We were at Haven’s Combe Haven Holiday Park in St Leonards-on-Sea, near Hastings, among the first guests to be back after the restrictions were lifted.



Accommodation at Combe Haven Holiday Park in St Leonards-on-Sea
The Combe Haven Holiday Park caravan in St Leonards-on-Sea

All British Haven Parks are now open but have certain restrictions and protocols.

On the day of our arrival our drive-through check-in was quick and easy and the front door to our caravan was sealed with a sticker to show that it had not been disturbed since it had been cleaned.

Our Platinum deck, three bedroom, two bathroom trailer was immaculate and comfortable, in a quiet hillside location but close to amenities.

Despite clear behind-the-scenes efforts to make sure everything was as safe as possible against Covid, the atmosphere was relaxed and refreshing and the staff were friendly.

We had to reserve slots for the indoor and outdoor pools so the numbers could be controlled.

Once there, we were assigned specific changing rooms which were immediately cleaned after use.

Takeaways, shop, and outdoor venues like the pitch and putt court, play areas and terrace bar were open and outdoor activities supervised for kids like den building and lighting fire were unfolding. Our Freddie tried out a Segway session, which taught him how to squeeze in and out of cones, followed by a basketball shooting competition.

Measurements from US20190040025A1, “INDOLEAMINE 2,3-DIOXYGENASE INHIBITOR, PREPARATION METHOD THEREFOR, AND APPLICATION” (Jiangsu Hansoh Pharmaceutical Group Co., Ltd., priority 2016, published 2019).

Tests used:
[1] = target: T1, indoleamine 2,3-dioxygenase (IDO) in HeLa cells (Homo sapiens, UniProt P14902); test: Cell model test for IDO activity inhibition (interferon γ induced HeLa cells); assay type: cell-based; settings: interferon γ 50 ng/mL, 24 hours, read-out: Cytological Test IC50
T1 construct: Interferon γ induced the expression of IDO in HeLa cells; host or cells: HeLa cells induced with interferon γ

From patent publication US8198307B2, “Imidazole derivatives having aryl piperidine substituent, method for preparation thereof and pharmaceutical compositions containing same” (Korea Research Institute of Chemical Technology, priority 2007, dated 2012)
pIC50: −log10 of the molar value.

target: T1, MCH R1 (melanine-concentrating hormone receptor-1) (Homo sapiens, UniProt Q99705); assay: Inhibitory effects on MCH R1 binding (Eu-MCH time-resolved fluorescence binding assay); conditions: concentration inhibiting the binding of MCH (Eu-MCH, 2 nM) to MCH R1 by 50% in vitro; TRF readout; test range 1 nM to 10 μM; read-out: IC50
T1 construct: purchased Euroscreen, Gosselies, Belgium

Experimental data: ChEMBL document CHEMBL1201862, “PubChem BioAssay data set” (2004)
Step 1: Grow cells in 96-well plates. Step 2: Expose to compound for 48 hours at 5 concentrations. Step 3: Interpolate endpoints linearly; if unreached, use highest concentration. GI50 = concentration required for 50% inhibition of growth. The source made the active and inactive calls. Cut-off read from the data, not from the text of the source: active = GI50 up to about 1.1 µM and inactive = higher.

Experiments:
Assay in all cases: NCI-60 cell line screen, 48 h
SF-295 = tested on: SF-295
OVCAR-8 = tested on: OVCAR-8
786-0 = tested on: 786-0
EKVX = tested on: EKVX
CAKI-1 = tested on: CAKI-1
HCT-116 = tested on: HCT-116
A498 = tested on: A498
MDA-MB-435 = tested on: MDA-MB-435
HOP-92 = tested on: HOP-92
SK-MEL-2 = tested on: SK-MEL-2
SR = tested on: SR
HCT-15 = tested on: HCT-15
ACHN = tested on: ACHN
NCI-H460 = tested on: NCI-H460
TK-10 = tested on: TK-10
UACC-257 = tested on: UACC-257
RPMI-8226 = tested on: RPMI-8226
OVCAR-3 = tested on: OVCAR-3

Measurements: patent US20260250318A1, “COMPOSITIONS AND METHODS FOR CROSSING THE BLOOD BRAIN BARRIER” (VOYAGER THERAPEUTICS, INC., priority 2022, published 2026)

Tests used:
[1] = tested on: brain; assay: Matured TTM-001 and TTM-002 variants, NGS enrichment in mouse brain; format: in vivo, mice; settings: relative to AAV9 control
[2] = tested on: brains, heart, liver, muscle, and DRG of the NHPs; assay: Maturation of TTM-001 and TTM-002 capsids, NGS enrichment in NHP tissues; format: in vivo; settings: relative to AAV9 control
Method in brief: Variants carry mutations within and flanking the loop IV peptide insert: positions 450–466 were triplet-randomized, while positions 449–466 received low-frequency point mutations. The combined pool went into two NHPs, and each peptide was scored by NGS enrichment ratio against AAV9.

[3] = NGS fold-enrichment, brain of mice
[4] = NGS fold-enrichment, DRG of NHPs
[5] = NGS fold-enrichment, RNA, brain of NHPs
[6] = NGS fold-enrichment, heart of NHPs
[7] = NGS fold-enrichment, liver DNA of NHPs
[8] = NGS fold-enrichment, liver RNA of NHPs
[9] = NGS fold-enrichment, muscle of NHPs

Staff sanitized equipment before and after use and social distancing was encouraged.

This year, Haven is offering two types of vacation packages so customers only have to pay for the facilities they want to use. Stay Stay offers accommodation while Stay + Play at a slightly higher price allows you to book activities on site and also use the swimming pools.

Combe Haven is just steps from the beautiful East Sussex coast.



The upper end of the Furnicular Railway to the Cliff at East Hill
The upper end of the Furnicular Railway to the Cliff at East Hill

We had taken the children’s bikes and rented a few more for my husband Tim and I from Bell’s Bicycles, set up in a former 18th century greengrocer in Hastings Old Town (£ 20 / day. Shorter rental available, bellsbicycles.co.uk ).